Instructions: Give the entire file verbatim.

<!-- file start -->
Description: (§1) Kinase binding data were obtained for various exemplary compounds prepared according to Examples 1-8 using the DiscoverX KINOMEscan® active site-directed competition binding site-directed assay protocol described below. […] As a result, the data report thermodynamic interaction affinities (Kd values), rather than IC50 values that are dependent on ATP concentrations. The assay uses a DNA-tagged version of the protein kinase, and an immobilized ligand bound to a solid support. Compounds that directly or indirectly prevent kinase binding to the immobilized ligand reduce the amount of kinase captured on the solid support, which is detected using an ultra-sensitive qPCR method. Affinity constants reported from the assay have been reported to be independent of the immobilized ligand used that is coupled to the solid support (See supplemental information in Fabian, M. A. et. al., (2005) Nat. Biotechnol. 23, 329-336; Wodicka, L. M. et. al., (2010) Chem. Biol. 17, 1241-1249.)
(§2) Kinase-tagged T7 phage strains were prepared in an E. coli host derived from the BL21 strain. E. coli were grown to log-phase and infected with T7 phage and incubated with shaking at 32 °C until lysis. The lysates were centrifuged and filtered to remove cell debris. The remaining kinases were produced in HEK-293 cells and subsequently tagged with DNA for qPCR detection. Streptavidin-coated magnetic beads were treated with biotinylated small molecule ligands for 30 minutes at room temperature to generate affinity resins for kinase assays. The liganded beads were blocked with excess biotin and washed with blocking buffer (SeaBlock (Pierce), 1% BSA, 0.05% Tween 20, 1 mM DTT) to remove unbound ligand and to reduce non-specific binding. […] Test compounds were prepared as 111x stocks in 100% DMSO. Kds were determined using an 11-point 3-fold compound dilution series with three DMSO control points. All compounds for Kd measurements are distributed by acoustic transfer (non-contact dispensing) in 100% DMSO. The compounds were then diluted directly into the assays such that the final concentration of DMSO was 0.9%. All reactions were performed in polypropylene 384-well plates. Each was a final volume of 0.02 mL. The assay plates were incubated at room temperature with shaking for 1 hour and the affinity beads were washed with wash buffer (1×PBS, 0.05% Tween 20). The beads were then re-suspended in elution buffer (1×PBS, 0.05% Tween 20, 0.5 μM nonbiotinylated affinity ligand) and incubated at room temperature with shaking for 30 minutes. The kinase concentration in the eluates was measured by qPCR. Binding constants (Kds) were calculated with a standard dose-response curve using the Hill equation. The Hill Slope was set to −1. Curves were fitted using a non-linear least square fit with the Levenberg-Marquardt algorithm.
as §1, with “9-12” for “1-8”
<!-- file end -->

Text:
Description: (§1) Kinase binding data were obtained for various exemplary compounds prepared according to Examples 1-8 using the DiscoverX KINOMEscan® active site-directed competition binding site-directed assay protocol described below. […] As a result, the data report thermodynamic interaction affinities (Kd values), rather than IC50 values that are dependent on ATP concentrations. The assay uses a DNA-tagged version of the protein kinase, and an immobilized ligand bound to a solid support. Compounds that directly or indirectly prevent kinase binding to the immobilized ligand reduce the amount of kinase captured on the solid support, which is detected using an ultra-sensitive qPCR method. Affinity constants reported from the assay have been reported to be independent of the immobilized ligand used that is coupled to the solid support (See supplemental information in Fabian, M. A. et. al., (2005) Nat. Biotechnol. 23, 329-336; Wodicka, L. M. et. al., (2010) Chem. Biol. 17, 1241-1249.)
(§2) Kinase-tagged T7 phage strains were prepared in an E. coli host derived from the BL21 strain. E. coli were grown to log-phase and infected with T7 phage and incubated with shaking at 32 °C until lysis. The lysates were centrifuged and filtered to remove cell debris. The remaining kinases were produced in HEK-293 cells and subsequently tagged with DNA for qPCR detection. Streptavidin-coated magnetic beads were treated with biotinylated small molecule ligands for 30 minutes at room temperature to generate affinity resins for kinase assays. The liganded beads were blocked with excess biotin and washed with blocking buffer (SeaBlock (Pierce), 1% BSA, 0.05% Tween 20, 1 mM DTT) to remove unbound ligand and to reduce non-specific binding. […] Test compounds were prepared as 111x stocks in 100% DMSO. Kds were determined using an 11-point 3-fold compound dilution series with three DMSO control points. All compounds for Kd measurements are distributed by acoustic transfer (non-contact dispensing) in 100% DMSO. The compounds were then diluted directly into the assays such that the final concentration of DMSO was 0.9%. All reactions were performed in polypropylene 384-well plates. Each was a final volume of 0.02 mL. The assay plates were incubated at room temperature with shaking for 1 hour and the affinity beads were washed with wash buffer (1×PBS, 0.05% Tween 20). The beads were then re-suspended in elution buffer (1×PBS, 0.05% Tween 20, 0.5 μM nonbiotinylated affinity ligand) and incubated at room temperature with shaking for 30 minutes. The kinase concentration in the eluates was measured by qPCR. Binding constants (Kds) were calculated with a standard dose-response curve using the Hill equation. The Hill Slope was set to −1. Curves were fitted using a non-linear least square fit with the Levenberg-Marquardt algorithm.
as §1, with “9-12” for “1-8”